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Voters to decide future of Spokane police oversight

By Ian Cull, KXLY4 Multimedia Journalist, ianc@kxly.com
Published On: Jan 28 2013 08:26:36 PM CST
Updated On: Jan 28 2013 08:27:29 PM CST
Spokane City Councilman Steve Salvatori on Prop One

"We've had mayors try to take the lead, we've had councils try to take the lead on this, we've had other police guild members try to take the lead. Everyone's had a say on this except for the citizen," Spokane City Councilman Steve Salvatori said.

SPOKANE, Wash. -

Prop One, would mark a new era in police oversight in Spokane, a measure that would amend the city's charter by establishing an office of police ombudsman and a police ombudsman commission.

The kicker to Prop One, which will be voted on by Spokane residents in a special election next month, will be that the ombudsman will be able to investigate concerns independently from the Spokane Police Department.

Right now, Police Ombudsman Tim Burns has limited authority; he can only investigate using what the police department's internal affairs division has already compiled. There has been a back and forth between the city and the police guild in recent years to change that and now Spokane city councilman Steve Salvatori says it's time to let the voters decide.

Historians will look back at 2006 as a turning point in the relationship between Spokane's police department and many of its citizens, when the lives of Otto Zehm and Karl Thompson intersected in a North Division Zip Trip convenience store trust and accountability in the Spokane Police Department went on trial.

In the years since, Spokane has struggled to regain that trust. Karl Thompson tried and convicted of using excessive force. Soon after Mayor David Condon took office a settlement was reached between the city and Otto Zehm's estate. Far before those two moments, Tim Burns was hired by the city during former Mayor Mary Verner's administration as an ombudsman, but ultimately his powers to investigate were limited.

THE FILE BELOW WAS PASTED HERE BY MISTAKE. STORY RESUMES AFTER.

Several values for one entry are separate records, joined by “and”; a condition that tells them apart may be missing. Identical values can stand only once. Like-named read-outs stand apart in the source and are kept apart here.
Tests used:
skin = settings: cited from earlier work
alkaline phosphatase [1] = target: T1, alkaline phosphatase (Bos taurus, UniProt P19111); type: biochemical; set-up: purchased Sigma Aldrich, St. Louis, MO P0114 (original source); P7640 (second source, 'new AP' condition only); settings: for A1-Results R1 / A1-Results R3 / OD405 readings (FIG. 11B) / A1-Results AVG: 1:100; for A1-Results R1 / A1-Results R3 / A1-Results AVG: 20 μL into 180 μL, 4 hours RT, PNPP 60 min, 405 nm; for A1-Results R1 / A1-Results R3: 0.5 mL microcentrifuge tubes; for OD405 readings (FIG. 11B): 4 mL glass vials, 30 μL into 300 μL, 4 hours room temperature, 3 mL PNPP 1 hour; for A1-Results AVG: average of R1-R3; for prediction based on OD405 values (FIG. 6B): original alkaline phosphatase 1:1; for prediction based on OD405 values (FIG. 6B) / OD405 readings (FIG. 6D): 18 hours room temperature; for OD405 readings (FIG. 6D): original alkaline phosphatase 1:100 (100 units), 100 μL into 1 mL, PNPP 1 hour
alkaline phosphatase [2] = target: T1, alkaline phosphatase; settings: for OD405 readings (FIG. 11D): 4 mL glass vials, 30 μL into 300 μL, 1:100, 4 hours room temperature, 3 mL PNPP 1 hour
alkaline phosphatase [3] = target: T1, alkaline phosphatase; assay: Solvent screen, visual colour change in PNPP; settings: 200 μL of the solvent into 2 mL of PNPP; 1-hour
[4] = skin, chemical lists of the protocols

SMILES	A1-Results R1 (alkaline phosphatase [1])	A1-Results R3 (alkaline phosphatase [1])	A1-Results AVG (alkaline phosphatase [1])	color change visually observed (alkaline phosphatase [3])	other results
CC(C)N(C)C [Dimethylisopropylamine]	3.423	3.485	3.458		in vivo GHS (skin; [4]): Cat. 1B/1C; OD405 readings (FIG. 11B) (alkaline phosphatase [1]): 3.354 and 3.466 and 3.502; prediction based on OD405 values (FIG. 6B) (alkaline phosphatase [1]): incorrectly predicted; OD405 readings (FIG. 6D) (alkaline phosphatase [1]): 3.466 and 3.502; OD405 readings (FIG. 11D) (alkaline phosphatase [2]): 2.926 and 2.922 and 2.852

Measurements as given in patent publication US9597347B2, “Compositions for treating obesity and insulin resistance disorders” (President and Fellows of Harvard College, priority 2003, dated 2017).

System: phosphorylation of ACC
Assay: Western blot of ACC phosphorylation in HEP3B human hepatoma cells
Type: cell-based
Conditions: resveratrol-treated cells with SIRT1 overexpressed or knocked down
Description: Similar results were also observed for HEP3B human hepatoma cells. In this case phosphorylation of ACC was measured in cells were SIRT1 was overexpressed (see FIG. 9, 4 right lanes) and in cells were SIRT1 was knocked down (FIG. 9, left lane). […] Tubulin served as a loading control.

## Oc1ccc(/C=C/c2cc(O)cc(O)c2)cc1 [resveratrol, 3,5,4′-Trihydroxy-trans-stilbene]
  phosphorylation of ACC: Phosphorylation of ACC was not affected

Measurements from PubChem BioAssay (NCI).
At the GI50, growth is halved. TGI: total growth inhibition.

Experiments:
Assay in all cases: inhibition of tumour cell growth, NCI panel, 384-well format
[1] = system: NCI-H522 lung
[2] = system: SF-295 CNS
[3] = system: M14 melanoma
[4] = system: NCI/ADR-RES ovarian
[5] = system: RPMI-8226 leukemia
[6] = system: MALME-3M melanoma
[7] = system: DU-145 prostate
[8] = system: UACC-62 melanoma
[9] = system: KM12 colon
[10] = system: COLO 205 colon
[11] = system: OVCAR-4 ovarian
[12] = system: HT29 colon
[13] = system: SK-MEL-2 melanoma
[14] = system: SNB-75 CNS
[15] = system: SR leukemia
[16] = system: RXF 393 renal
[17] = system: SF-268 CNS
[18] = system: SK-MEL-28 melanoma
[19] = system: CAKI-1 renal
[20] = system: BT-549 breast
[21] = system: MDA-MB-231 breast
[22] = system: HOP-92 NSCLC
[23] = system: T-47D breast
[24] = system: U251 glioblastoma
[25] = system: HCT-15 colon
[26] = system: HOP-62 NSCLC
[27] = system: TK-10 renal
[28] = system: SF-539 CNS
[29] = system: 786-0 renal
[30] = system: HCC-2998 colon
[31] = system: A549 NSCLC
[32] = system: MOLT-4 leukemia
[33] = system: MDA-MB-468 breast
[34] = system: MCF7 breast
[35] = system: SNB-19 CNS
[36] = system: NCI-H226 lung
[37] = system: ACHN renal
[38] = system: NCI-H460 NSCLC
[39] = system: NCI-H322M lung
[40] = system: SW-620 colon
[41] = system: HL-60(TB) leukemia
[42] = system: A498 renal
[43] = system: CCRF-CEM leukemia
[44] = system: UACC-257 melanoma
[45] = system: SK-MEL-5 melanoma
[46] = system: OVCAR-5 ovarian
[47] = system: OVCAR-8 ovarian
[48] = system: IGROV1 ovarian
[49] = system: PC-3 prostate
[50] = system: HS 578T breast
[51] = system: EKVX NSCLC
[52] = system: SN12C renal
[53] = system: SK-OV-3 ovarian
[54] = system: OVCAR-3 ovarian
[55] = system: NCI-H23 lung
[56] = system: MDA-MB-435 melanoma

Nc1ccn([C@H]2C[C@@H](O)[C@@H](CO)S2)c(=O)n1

Proposition One would change that.

"We've had mayors try to take the lead, we've had councils try to take the lead on this, we've had other police guild members try to take the lead. Everyone's had a say on this except for the citizen," Councilman Steve Salvatori said.

The special election gives voters that chance to change the city charter and set the course for the ombudsman's role. It's an idea supported by both the Center for Justice and Spokane Police Chief Frank Straub.

"We have this new alignment of the planets, where we have this new police chief, a new mayor, we have a new council, we've put the Otto Zehm settlement behind us, the Karl Thompson settlement behind us. We have a police guild that is open to looking at this," Salvatori said.

In fact, it's hard to find vocal opposition; no one stepped up to write the "No on Prop One" response in the voters guide.

The police guild has objected to increased oversight in the past; on Monday a spokesman said the guild won't comment because of ongoing contract negotiations.

Pass or fail, Salvatori said it's time for the citizens to decide.

"Whatever they decide, I'm OK with that. But, we wanted to give them the chance to speak instead of this side always having a say," he said.

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